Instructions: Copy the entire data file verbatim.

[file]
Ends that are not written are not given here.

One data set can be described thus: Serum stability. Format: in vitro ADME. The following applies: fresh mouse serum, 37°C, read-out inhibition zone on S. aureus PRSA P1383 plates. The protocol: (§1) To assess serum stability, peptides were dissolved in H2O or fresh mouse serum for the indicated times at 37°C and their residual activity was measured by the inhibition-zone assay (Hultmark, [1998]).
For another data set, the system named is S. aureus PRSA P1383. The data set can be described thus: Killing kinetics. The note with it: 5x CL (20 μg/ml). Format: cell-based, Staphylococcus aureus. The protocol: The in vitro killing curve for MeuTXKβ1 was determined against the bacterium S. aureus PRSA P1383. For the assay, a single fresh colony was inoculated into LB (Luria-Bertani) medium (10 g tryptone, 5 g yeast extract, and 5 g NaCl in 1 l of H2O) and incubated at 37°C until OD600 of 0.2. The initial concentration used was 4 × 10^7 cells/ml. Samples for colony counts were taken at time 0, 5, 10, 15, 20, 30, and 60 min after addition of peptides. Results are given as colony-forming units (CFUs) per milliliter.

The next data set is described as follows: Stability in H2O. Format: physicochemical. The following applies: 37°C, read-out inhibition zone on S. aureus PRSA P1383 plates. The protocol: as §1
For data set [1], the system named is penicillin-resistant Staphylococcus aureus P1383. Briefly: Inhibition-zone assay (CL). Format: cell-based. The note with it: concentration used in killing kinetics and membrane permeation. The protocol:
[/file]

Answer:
Ends that are not written are not given here.

One data set can be described thus: Serum stability. Format: in vitro ADME. The following applies: fresh mouse serum, 37°C, read-out inhibition zone on S. aureus PRSA P1383 plates. The protocol: (§1) To assess serum stability, peptides were dissolved in H2O or fresh mouse serum for the indicated times at 37°C and their residual activity was measured by the inhibition-zone assay (Hultmark, [1998]).
For another data set, the system named is S. aureus PRSA P1383. The data set can be described thus: Killing kinetics. The note with it: 5x CL (20 μg/ml). Format: cell-based, Staphylococcus aureus. The protocol: The in vitro killing curve for MeuTXKβ1 was determined against the bacterium S. aureus PRSA P1383. For the assay, a single fresh colony was inoculated into LB (Luria-Bertani) medium (10 g tryptone, 5 g yeast extract, and 5 g NaCl in 1 l of H2O) and incubated at 37°C until OD600 of 0.2. The initial concentration used was 4 × 10^7 cells/ml. Samples for colony counts were taken at time 0, 5, 10, 15, 20, 30, and 60 min after addition of peptides. Results are given as colony-forming units (CFUs) per milliliter.

The next data set is described as follows: Stability in H2O. Format: physicochemical. The following applies: 37°C, read-out inhibition zone on S. aureus PRSA P1383 plates. The protocol: as §1
For data set [1], the system named is penicillin-resistant Staphylococcus aureus P1383. Briefly: Inhibition-zone assay (CL). Format: cell-based. The note with it: concentration used in killing kinetics and membrane permeation. The protocol: